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As he headed off for the Norfolk mansion where he will live for the next few weeks under house arrest, Julian Assange morphed from an unknown, shadowy web entrepreneur into a cause cébre for the free media.  I use the term ‘media' here, rather than Internet, deliberately.

 The reason that the world's media is so keen to flash cameras in his face at a level more usually reserved for a Royal Engagement, is that Assange's eventual fate will also determine the rights of publishers and journalists online.

 At stake in this case is free speech, the right to access and distribute information. If Assange is eventually indicted on whatever offence the US government can cook up, it will herald more restrictions on the Internet and a curb of free speech as yet unknown in western liberal democracies.

 His conviction would put all online media - especially those involved in political reporting - at risk.  The risk would extend from mainstream broadcasters to individual bloggers. How can any media call governments to account, when they could be personally and financially threatened, by the State and by its corporate henchmen?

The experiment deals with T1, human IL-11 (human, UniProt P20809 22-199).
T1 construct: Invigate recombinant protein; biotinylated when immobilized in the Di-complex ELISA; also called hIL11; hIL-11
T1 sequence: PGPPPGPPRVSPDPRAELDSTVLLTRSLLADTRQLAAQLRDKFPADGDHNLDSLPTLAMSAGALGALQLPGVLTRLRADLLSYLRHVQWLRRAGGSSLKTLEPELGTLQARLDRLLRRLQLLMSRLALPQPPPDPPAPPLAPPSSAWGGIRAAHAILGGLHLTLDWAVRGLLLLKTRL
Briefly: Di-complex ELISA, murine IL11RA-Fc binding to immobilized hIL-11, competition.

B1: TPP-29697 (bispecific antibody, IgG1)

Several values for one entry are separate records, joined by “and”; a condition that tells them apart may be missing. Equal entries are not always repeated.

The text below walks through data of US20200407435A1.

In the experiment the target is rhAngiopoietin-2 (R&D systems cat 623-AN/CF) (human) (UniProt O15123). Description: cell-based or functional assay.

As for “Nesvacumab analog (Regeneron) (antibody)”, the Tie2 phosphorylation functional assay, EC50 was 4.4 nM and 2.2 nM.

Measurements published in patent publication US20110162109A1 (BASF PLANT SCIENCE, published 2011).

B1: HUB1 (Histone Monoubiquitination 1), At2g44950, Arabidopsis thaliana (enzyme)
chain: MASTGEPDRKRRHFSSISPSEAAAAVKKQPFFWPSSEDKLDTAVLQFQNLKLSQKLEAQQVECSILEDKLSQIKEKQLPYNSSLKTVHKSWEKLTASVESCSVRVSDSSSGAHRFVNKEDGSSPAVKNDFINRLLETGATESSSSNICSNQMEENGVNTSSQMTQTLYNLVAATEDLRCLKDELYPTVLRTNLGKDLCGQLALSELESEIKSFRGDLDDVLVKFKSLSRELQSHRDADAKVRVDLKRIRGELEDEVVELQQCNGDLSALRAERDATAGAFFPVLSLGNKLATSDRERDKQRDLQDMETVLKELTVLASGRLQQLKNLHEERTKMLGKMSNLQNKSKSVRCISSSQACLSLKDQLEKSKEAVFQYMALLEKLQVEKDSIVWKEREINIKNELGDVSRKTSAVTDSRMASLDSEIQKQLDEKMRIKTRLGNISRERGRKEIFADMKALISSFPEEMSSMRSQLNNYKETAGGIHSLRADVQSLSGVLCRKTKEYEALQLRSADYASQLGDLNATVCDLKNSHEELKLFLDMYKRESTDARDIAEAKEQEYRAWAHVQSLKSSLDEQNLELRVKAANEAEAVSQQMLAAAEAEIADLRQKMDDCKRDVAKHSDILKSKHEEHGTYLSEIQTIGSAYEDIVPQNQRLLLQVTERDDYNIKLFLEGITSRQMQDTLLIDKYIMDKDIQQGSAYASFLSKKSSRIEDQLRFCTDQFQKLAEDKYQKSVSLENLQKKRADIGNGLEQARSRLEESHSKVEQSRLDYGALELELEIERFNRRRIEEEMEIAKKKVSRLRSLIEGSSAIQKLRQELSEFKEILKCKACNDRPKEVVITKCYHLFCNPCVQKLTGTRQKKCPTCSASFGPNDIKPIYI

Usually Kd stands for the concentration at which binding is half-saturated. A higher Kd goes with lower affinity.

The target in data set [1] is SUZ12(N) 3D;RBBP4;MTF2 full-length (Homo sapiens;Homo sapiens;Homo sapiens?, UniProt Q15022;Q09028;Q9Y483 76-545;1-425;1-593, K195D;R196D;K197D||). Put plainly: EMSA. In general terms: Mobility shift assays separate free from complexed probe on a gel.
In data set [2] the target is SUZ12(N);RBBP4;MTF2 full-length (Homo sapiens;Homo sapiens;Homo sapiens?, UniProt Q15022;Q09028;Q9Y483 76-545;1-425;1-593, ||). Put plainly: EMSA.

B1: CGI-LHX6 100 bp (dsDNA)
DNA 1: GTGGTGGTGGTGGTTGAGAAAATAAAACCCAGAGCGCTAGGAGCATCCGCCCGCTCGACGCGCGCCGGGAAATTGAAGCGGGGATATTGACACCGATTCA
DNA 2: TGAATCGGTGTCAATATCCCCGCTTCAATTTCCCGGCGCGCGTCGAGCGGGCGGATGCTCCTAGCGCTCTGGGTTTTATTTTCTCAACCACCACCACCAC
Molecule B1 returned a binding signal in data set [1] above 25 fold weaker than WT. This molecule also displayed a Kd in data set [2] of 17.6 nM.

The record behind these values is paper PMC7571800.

Julian Assange,  founder of the Wikileaks website, was released from prison on bail today. But  he remains under house arrest in a the Norfolk mansion where he offered to stay whilst awaiting his trial for extradition to Sweden. And a number of matters remain unclear.


The court hearing today was an appeal against his bail, and there is still confusion about which government - British or

Swedish - ordered it. The Swedish are trying to suggest that it was the British who did it, whilst the British Director or Public Prosecutions has said he was only acting on behalf of the Swedes.

The argument at today's hearing was  about whether he is a  flight risk' - how likely it is that he will abscond. The Swedes are saying that he is a high risk, his lawyers argue that he is not a risk.  The judge said in his ruling that there were no grounds to refuse bail.

Assange's lawyer, Mark Stephens, said that the costs for the trial were awarded to  the British authorities, and not to  the Swedish prosecutor.


There are increasing suggestions that the US authorities are going to try to get him extradited to their country. Assange himself  hinted that his legal team are already being advised that the US authorities are cooking up a charge against him in order to be able to raise an extradition order.


In these circumstances, legal experts are coming up with different views as to how the extradition process would work, and whether he could be sent direct from Britain to the US. It may depend on whether the Swedish authorities will drop the charges in the face of what may be regarded as more serious charges from the  US.  All appear to think that the process could take as long as a year.